Training a dog can be an exciting and rewarding experience, fostering a strong bond between the owner and their dog. However, the question of how many training sessions does it take to properly train a dog is not one with a definitive answer. The duration and effectiveness of dog training can vary significantly depending on several key factors.
Below we listed five factors that will determine how many training sessions it takes to train a dog.
Breed and Temperament
It is true that some breeds are naturally more receptive to training than others. Last month we shared information on the Tibetan Mastiff and learned that training this breed can be a challenging experience. Rather of generalizing the difficulty of training by an entire breed, it’s crucial to consider the unique personality of each dog. The temperament and individual personality influences the difficulty of training. While some dogs might grasp commands quicker, others may need more time and patience to learn.
Consistency and Persistence
Consistency is key in dog training. Regular, structured sessions contribute to better learning outcomes. Dogs often require repetition to grasp commands and behaviors, therefore, persistence in the training process is essential.
Prior Experience and Socialization Dogs
Dogs that have received some training or socialization earlier in life might grasp new instructions quicker. Rescue dogs or those with limited exposure to training might need extra time to adapt to the process.
Complexity of Commands
Basic commands like ‘sit,’ ‘stay,’ and ‘come’ can be taught relatively easily, whereas more complex lessons, such as place, heel, sit-stay in public, impulse control work and outdoor recall around distractions may demand a more extended period of focused training.
Trainer’s Skill and Approach
A skilled and patient trainer can significantly impact the speed at which a dog learns. A nurturing training environment fosters trust and understanding, accelerating the training process. In our blog post, Patience in Dog Training, outlines the importance of having patience for dogs, their owners and ourselves.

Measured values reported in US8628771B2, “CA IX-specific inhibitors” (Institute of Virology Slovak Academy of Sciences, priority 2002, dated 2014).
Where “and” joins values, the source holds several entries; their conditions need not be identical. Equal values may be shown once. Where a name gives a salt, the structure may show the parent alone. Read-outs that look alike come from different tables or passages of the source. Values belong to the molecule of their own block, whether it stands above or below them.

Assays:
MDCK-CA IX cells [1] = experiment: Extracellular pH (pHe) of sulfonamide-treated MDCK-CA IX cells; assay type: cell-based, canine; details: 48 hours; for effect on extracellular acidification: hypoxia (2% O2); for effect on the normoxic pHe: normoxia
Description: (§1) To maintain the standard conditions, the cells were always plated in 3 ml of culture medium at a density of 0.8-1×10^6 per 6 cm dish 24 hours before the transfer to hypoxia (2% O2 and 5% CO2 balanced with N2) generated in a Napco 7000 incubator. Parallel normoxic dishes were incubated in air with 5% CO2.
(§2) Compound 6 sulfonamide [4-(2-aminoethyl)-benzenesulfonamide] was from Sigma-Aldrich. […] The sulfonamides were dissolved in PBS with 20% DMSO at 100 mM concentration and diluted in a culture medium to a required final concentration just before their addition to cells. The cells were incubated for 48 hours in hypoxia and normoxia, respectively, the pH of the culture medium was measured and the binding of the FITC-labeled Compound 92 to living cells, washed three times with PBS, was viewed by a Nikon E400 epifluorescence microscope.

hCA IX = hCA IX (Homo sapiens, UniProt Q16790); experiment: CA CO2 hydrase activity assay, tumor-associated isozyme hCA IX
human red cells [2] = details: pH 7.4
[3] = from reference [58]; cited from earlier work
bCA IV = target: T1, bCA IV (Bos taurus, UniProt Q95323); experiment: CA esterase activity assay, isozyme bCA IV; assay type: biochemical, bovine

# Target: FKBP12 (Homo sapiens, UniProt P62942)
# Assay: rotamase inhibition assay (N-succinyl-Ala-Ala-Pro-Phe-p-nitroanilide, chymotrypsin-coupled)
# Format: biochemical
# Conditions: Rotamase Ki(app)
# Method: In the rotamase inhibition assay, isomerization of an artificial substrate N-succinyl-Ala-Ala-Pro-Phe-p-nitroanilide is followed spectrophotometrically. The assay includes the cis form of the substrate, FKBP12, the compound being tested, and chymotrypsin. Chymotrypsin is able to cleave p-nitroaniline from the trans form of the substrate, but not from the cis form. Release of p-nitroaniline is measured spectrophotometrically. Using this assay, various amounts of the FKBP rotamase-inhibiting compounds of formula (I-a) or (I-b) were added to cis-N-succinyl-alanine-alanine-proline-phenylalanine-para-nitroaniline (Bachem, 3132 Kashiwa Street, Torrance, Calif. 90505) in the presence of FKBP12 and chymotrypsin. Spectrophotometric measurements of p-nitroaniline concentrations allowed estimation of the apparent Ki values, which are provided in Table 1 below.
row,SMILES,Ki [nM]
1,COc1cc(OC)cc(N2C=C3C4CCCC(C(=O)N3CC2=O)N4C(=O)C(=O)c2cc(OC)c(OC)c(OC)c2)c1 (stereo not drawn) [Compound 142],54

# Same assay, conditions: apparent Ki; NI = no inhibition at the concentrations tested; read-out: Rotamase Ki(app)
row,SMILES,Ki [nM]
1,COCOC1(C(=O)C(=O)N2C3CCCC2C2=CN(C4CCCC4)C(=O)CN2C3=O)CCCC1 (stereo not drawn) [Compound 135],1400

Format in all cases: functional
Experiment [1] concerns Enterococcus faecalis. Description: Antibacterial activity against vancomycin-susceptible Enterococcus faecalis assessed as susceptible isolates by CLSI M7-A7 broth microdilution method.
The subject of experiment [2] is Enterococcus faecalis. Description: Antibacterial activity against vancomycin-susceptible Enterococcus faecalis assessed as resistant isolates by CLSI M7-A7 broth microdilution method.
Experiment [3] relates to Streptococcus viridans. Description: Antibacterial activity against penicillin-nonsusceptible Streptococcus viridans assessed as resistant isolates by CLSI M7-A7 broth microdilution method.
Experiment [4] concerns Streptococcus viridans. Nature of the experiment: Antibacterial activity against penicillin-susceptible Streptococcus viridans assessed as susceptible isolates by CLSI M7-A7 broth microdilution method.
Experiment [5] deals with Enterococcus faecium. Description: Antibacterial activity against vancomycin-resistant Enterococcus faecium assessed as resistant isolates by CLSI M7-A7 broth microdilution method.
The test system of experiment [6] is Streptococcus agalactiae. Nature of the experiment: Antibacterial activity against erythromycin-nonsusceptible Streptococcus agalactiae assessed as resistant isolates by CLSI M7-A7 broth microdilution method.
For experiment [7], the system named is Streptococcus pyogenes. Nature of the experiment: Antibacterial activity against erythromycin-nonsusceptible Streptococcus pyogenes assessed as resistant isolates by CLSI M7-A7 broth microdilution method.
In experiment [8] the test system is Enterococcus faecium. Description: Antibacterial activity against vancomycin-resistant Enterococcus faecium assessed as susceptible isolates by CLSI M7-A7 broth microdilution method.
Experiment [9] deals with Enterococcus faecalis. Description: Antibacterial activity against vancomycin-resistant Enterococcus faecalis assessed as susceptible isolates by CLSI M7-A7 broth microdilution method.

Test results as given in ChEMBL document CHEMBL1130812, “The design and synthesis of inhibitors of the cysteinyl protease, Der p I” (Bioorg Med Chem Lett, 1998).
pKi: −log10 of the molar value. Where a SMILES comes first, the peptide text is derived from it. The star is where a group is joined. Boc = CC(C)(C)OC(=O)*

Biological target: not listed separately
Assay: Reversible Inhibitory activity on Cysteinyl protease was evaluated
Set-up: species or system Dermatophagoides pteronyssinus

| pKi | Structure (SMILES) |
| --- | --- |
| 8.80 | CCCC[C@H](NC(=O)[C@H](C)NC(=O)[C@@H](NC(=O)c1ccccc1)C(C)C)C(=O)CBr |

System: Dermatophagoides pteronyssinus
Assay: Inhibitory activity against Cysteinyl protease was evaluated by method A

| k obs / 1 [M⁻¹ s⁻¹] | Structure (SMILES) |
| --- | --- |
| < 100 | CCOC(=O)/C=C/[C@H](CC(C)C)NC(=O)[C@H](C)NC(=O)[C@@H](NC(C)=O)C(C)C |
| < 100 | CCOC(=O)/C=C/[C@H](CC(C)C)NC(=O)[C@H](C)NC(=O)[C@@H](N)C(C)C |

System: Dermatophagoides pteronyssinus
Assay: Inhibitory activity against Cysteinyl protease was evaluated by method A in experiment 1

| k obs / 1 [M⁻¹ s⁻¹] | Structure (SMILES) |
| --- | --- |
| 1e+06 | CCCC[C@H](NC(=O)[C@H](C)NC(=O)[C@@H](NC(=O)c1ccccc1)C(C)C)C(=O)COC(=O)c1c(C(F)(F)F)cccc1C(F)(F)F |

In light of these factors, it is challenging to provide a specific number of sessions required for dog training. However, on average, basic obedience training can take anywhere from 4 to 6 weeks, with daily training sessions. Advanced training or specific behavioral corrections will extend the duration further.
Remember, the goal of dog training is not to rush the process but to build a strong, positive relationship between the owner and the dog. Patience, consistency, and a deep understanding of the dog’s needs are paramount in achieving successful training outcomes.
Written by Jessica Freedman
If you are considering a career in dog training, ISCDT offers an online program featuring 18 hands-on lessons where students are required to work with dogs. Skill and ability is determined through a series of videos and short written homework that is submitted to your personal ISCDT mentor. ISCDT also offers a one or two-week in-person Shadow program. These programs allow students to assist trainers working in the field. To learn more about the courses we offer, visit ISCDT.com